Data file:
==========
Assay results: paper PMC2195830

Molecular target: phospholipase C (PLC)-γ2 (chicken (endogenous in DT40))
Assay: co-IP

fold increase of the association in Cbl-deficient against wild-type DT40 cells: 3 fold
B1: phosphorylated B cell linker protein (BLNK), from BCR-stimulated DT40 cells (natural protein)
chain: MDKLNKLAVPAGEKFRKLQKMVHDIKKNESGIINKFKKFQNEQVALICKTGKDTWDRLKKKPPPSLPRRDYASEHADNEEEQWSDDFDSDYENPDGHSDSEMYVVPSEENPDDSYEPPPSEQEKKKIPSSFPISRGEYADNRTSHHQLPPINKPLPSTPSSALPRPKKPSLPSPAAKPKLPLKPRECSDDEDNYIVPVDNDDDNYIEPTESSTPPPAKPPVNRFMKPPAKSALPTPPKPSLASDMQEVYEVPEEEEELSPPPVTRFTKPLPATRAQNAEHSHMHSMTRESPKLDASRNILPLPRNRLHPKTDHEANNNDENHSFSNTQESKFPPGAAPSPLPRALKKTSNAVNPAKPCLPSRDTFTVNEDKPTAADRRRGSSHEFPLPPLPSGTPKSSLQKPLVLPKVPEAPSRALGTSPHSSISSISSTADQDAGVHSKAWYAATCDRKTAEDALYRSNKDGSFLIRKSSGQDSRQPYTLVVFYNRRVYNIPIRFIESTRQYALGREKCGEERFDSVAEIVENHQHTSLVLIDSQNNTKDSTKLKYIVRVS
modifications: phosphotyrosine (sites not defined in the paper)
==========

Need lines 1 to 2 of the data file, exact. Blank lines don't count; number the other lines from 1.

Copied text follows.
Assay results: paper PMC2195830

Molecular target: phospholipase C (PLC)-γ2 (chicken (endogenous in DT40))